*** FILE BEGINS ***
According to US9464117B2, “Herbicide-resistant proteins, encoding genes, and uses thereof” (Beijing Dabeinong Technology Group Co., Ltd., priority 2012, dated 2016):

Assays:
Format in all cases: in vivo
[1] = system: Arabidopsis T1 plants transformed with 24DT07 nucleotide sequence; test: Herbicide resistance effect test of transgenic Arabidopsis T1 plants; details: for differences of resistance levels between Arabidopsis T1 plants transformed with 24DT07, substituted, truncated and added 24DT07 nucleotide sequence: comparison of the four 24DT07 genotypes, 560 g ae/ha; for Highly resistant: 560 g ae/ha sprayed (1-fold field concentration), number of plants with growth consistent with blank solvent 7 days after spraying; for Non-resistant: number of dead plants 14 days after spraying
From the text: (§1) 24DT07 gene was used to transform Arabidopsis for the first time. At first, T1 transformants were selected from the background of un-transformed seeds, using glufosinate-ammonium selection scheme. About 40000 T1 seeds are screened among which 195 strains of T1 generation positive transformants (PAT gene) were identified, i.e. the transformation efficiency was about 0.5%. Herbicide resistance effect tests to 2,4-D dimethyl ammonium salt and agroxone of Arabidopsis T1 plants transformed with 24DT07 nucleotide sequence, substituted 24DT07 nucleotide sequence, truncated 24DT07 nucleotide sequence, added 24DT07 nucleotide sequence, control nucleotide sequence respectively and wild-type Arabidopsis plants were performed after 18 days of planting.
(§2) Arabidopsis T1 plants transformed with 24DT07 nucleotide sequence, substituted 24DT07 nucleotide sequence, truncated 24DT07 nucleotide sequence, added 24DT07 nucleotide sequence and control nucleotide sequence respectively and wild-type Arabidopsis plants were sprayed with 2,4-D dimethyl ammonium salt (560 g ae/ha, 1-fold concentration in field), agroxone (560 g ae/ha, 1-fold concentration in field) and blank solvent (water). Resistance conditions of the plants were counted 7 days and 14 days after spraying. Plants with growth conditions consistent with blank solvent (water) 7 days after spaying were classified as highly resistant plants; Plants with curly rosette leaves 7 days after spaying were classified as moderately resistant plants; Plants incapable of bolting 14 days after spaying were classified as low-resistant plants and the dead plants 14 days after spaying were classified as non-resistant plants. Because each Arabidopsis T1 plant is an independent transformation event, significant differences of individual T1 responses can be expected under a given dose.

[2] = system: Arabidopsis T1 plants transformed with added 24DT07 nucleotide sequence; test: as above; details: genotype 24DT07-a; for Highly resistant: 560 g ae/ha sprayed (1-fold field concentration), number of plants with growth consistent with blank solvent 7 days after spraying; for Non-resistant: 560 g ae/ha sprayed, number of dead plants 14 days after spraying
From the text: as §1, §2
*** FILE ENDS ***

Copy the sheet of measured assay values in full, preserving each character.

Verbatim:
According to US9464117B2, “Herbicide-resistant proteins, encoding genes, and uses thereof” (Beijing Dabeinong Technology Group Co., Ltd., priority 2012, dated 2016):

Assays:
Format in all cases: in vivo
[1] = system: Arabidopsis T1 plants transformed with 24DT07 nucleotide sequence; test: Herbicide resistance effect test of transgenic Arabidopsis T1 plants; details: for differences of resistance levels between Arabidopsis T1 plants transformed with 24DT07, substituted, truncated and added 24DT07 nucleotide sequence: comparison of the four 24DT07 genotypes, 560 g ae/ha; for Highly resistant: 560 g ae/ha sprayed (1-fold field concentration), number of plants with growth consistent with blank solvent 7 days after spraying; for Non-resistant: number of dead plants 14 days after spraying
From the text: (§1) 24DT07 gene was used to transform Arabidopsis for the first time. At first, T1 transformants were selected from the background of un-transformed seeds, using glufosinate-ammonium selection scheme. About 40000 T1 seeds are screened among which 195 strains of T1 generation positive transformants (PAT gene) were identified, i.e. the transformation efficiency was about 0.5%. Herbicide resistance effect tests to 2,4-D dimethyl ammonium salt and agroxone of Arabidopsis T1 plants transformed with 24DT07 nucleotide sequence, substituted 24DT07 nucleotide sequence, truncated 24DT07 nucleotide sequence, added 24DT07 nucleotide sequence, control nucleotide sequence respectively and wild-type Arabidopsis plants were performed after 18 days of planting.
(§2) Arabidopsis T1 plants transformed with 24DT07 nucleotide sequence, substituted 24DT07 nucleotide sequence, truncated 24DT07 nucleotide sequence, added 24DT07 nucleotide sequence and control nucleotide sequence respectively and wild-type Arabidopsis plants were sprayed with 2,4-D dimethyl ammonium salt (560 g ae/ha, 1-fold concentration in field), agroxone (560 g ae/ha, 1-fold concentration in field) and blank solvent (water). Resistance conditions of the plants were counted 7 days and 14 days after spraying. Plants with growth conditions consistent with blank solvent (water) 7 days after spaying were classified as highly resistant plants; Plants with curly rosette leaves 7 days after spaying were classified as moderately resistant plants; Plants incapable of bolting 14 days after spaying were classified as low-resistant plants and the dead plants 14 days after spaying were classified as non-resistant plants. Because each Arabidopsis T1 plant is an independent transformation event, significant differences of individual T1 responses can be expected under a given dose.

[2] = system: Arabidopsis T1 plants transformed with added 24DT07 nucleotide sequence; test: as above; details: genotype 24DT07-a; for Highly resistant: 560 g ae/ha sprayed (1-fold field concentration), number of plants with growth consistent with blank solvent 7 days after spraying; for Non-resistant: 560 g ae/ha sprayed, number of dead plants 14 days after spraying
From the text: as §1, §2